Viewing time affects overspecification: Evidence for two strategies of attribute selection during reference production

Ruud Koolen, Albert Gatt, Emiel Krahmer, Roger P.G. van Gompel, K. van Deemter

Research output: Chapter in Book/Report/Conference proceedingConference contributionScientificpeer-review

Abstract

Speakers often produce definite referring expressions that are overspecified: they tend to include more attributes than necessary to distinguish the target referent. The current paper investigates how the occurrence of overspecification is affected by viewing time. We conducted an experiment in which speakers were asked to refer to target objects in visual domains. Half of the speakers had unlimited time to inspect the domains, while viewing time was limited (1000 ms) for the other half. The results reveal that limited viewing time induces the occurrence of overspecification. We conjecture that limited viewing time caused speakers to rely heavily on quick heuristics during attribute selection, which urge them to select attributes that are perceptually salient. In the case of unlimited inspection time, speakers seem to rely on a combination of heuristic and more deliberate selection strategies.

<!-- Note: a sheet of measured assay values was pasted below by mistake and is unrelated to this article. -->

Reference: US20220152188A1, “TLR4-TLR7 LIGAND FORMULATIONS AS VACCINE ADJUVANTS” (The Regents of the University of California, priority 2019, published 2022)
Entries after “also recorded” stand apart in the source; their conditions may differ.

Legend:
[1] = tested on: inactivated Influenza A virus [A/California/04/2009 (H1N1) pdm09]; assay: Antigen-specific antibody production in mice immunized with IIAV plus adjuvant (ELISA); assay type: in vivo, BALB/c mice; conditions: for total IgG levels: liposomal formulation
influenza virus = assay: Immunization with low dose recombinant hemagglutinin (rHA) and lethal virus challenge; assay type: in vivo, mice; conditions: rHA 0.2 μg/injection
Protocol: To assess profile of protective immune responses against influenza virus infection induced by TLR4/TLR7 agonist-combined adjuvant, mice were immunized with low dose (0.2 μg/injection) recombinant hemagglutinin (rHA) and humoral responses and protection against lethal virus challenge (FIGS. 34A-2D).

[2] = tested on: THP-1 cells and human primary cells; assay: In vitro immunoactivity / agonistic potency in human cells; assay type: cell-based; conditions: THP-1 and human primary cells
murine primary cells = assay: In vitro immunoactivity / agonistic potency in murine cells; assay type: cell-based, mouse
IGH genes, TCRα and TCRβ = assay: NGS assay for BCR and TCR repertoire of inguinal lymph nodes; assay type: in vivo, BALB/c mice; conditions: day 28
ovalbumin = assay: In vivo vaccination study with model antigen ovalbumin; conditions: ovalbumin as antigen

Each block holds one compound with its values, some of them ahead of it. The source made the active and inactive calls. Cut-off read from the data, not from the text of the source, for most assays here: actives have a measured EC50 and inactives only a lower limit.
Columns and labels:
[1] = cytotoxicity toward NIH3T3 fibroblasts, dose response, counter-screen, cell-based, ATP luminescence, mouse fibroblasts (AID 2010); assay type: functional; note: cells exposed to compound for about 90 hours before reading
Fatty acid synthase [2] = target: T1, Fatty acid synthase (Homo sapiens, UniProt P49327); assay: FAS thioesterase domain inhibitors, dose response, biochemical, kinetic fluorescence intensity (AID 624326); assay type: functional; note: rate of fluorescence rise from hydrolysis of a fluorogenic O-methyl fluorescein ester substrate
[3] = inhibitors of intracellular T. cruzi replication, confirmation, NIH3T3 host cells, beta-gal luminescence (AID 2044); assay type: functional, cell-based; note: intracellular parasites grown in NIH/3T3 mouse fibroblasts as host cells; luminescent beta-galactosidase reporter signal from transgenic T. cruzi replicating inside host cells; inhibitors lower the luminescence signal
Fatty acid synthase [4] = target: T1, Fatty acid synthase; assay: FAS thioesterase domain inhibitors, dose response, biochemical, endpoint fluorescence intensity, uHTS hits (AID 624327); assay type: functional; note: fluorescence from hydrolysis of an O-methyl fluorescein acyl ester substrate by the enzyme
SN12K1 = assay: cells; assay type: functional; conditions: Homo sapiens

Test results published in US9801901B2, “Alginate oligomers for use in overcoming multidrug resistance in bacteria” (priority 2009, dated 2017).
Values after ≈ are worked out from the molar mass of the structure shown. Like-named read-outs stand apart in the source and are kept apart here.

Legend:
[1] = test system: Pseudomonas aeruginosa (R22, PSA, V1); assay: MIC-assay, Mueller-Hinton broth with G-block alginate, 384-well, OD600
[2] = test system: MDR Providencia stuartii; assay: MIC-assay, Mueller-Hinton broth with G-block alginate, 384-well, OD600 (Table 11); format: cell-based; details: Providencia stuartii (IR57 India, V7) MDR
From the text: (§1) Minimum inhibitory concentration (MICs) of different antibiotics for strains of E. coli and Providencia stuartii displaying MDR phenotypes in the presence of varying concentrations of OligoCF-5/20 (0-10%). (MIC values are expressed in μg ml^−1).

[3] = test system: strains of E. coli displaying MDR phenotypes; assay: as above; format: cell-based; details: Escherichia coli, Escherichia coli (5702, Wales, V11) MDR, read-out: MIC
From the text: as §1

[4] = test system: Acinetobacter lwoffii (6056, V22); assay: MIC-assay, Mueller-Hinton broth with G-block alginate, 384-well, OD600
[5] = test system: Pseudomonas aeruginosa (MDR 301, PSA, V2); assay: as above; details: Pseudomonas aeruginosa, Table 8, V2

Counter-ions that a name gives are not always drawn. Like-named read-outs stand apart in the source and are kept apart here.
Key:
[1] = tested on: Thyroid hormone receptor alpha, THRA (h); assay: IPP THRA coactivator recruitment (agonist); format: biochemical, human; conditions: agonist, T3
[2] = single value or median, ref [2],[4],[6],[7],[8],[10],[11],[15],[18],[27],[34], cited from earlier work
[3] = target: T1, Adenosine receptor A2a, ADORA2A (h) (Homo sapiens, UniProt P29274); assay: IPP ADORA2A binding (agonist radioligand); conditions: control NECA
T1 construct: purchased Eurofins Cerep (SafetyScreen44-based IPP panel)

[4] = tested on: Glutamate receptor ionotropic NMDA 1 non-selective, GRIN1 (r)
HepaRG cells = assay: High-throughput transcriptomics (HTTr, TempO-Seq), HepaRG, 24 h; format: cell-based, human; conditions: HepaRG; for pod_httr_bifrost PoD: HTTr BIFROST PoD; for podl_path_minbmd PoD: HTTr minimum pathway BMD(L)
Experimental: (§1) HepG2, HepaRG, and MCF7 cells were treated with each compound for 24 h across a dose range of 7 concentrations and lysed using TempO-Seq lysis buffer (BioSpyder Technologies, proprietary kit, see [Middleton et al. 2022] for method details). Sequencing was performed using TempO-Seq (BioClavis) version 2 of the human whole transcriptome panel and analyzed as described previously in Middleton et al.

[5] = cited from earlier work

Original languageEnglish
Title of host publicationProceedings of the 38th Annual Conference of the Cognitive Science Society
EditorsA. Papafragou, D. Grodner, D. Mirman, J. Trueswell
Pages159-164
Publication statusPublished - 2016
EventCogSci 2016 - Philadelphia Convention Center, Philadelphia, United States
Duration: 10 Aug 201613 Aug 2016

Conference

ConferenceCogSci 2016
CountryUnited States
CityPhiladelphia
Period10/08/1613/08/16

Keywords

  • Definite reference
  • Overspecification
  • Heuristics
  • Viewing time

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